So I would say part time is totally doable. My orientation was 40 hours per week for six weeks, which was in the summer so it worked fine with my school schedule.


41 Posts

I think working and putting off the baby till later. I haven't started my nursing career yet ( just about to start nursing school!) but I have read many posts on here. The ones that took time off seem to have a hard time finding a job and now new grads are having a rough time also. I would get my foot in the door, work a bit then have another baby. My lil input :nuke:


558 Posts

Specializes in ED.

work first to establish yourself and gain experience and seniority. I see you are only 30 so you have lots of time to have babies. I am 34 and will work at least a year before/if I have a 3rd child. I want to have paid time off and feel like I've gotten good experience as a RN. If you have a baby and take time off first you will have lost a lot of your skills and won't be as attractive as a new hire.


1,170 Posts

ditto the working first. It will be hard to retain what you learned in nursing school if you wait 3 years. Also what you learned in nsg school and the maybe more important education you get the first year on the job are the foundations to continue in nursing.

I waited 3 years before I had my first child then I went part time


67 Posts

Specializes in PEDS-HEM/ONC. Has 6 years experience.

I agree with the others. Work a year or two and then have another child. The first couple of years are such a learning experience. As much as you learn in school, the experience you gain during your first nursing job is really amazing. You shouldn't put that off.

I know that there are part time and per diem positions being offered to new grads in my area. I'd imagine there must be some in your area as well.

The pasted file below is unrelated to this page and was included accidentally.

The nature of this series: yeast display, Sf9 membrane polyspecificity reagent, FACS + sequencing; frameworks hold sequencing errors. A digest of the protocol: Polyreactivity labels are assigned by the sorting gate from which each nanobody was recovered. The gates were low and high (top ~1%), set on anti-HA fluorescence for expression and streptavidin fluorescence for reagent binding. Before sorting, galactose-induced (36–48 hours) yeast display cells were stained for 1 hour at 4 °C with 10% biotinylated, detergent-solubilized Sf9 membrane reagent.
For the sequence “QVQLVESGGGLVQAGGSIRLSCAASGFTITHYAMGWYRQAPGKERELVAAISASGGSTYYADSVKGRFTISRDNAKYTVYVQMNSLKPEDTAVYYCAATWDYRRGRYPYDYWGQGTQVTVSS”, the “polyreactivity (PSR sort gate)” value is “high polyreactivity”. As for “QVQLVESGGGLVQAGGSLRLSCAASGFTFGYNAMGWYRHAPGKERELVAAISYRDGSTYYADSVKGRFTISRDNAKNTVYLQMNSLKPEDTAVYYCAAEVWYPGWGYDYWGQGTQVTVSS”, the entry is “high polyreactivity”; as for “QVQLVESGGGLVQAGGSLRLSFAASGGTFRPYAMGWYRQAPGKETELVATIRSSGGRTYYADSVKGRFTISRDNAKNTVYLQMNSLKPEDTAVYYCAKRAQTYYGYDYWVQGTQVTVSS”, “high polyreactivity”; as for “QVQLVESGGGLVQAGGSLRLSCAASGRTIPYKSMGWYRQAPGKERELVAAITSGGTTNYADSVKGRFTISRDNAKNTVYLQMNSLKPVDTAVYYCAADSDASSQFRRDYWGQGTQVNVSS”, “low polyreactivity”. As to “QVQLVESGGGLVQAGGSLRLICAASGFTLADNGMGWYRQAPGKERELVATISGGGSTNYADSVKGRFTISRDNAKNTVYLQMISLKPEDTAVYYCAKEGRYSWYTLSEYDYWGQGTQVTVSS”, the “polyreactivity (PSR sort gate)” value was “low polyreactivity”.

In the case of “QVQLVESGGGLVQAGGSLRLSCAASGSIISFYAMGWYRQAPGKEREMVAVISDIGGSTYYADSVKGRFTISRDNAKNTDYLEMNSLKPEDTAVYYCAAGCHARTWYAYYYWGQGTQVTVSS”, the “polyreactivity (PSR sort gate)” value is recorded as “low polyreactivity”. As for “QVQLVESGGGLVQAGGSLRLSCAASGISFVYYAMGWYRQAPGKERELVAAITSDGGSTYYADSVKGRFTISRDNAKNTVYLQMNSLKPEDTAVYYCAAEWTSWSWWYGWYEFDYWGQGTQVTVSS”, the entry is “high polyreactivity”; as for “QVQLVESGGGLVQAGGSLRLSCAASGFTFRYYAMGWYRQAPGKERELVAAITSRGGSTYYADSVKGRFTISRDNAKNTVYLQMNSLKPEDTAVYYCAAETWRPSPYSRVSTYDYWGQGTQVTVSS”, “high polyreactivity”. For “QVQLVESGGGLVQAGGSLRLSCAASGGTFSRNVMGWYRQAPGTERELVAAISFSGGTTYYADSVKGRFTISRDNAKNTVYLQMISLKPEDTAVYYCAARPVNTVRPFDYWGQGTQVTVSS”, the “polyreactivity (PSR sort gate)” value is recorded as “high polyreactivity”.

Good luck to you.


188 Posts

Specializes in Labor and Delivery.

I thought I'd just put my two cents in because it is different from the others. I graduated with my BSN 2 years ago. I was 33 and newly married. We decided to start a family right away and I put off finding a job. I knew it was risky, but it was worth the risk for me. My daughter is now 19 months old and I just finished my orientation last week as a "new grad." I work part-time nights (2 twelve hour shifts per week) and it is PERFECT for our little family. Jobs are harder to come by these days, but I'm glad with my decision to wait and have my daughter. The skills and knowledge of nursing school have come back to me without a problem.

Good luck with your decision!

Vegas RN, MBA

24 Posts

If it were me, I'd tell the facility thanks, but you made a mistake and would rather care for your own family, and quit. I'd then promptly get pregnant and be a stay-at-home Mom until my children were 18, up and out. There's nothing better than caring for your own children instead of patients.

You're obviously a kind, caring person, and I'm sure your children would benefit from learning your morals and values instead of some paid babysitter's opinions. Plus, they'll have your undivided attention instead of battling with 12-20 other children for a stranger's attention.

You can go back to nursing when you have empty nest syndrome at 54. That's still young for a nurse, and you'll have all your experiences to bring with you to your job. You may even want to go into pediatrics! :wink2: